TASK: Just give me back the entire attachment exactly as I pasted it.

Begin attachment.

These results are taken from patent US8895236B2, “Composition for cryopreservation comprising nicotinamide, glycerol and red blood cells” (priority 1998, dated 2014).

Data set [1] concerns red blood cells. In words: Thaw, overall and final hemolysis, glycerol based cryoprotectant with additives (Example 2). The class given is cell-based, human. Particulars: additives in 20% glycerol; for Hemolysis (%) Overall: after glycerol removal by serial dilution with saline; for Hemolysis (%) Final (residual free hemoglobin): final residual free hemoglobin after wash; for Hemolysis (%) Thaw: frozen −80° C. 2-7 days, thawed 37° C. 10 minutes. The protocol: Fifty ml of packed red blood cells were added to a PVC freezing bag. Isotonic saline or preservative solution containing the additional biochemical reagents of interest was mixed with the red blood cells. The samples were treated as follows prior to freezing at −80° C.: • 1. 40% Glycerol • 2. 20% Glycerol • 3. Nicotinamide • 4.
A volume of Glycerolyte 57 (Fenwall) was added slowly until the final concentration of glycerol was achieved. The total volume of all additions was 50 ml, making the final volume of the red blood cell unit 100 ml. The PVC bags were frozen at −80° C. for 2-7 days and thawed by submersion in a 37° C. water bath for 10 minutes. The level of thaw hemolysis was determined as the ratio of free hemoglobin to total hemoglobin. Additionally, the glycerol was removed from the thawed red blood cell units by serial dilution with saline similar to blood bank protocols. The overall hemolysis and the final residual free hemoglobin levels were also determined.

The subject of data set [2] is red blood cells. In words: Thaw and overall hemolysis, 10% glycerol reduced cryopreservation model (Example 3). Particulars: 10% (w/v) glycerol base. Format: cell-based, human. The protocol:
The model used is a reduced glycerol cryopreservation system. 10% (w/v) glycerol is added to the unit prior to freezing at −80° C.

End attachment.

These results are taken from patent US8895236B2, “Composition for cryopreservation comprising nicotinamide, glycerol and red blood cells” (priority 1998, dated 2014).

Data set [1] concerns red blood cells. In words: Thaw, overall and final hemolysis, glycerol based cryoprotectant with additives (Example 2). The class given is cell-based, human. Particulars: additives in 20% glycerol; for Hemolysis (%) Overall: after glycerol removal by serial dilution with saline; for Hemolysis (%) Final (residual free hemoglobin): final residual free hemoglobin after wash; for Hemolysis (%) Thaw: frozen −80° C. 2-7 days, thawed 37° C. 10 minutes. The protocol: Fifty ml of packed red blood cells were added to a PVC freezing bag. Isotonic saline or preservative solution containing the additional biochemical reagents of interest was mixed with the red blood cells. The samples were treated as follows prior to freezing at −80° C.: • 1. 40% Glycerol • 2. 20% Glycerol • 3. Nicotinamide • 4.
A volume of Glycerolyte 57 (Fenwall) was added slowly until the final concentration of glycerol was achieved. The total volume of all additions was 50 ml, making the final volume of the red blood cell unit 100 ml. The PVC bags were frozen at −80° C. for 2-7 days and thawed by submersion in a 37° C. water bath for 10 minutes. The level of thaw hemolysis was determined as the ratio of free hemoglobin to total hemoglobin. Additionally, the glycerol was removed from the thawed red blood cell units by serial dilution with saline similar to blood bank protocols. The overall hemolysis and the final residual free hemoglobin levels were also determined.

The subject of data set [2] is red blood cells. In words: Thaw and overall hemolysis, 10% glycerol reduced cryopreservation model (Example 3). Particulars: 10% (w/v) glycerol base. Format: cell-based, human. The protocol:
The model used is a reduced glycerol cryopreservation system. 10% (w/v) glycerol is added to the unit prior to freezing at −80° C.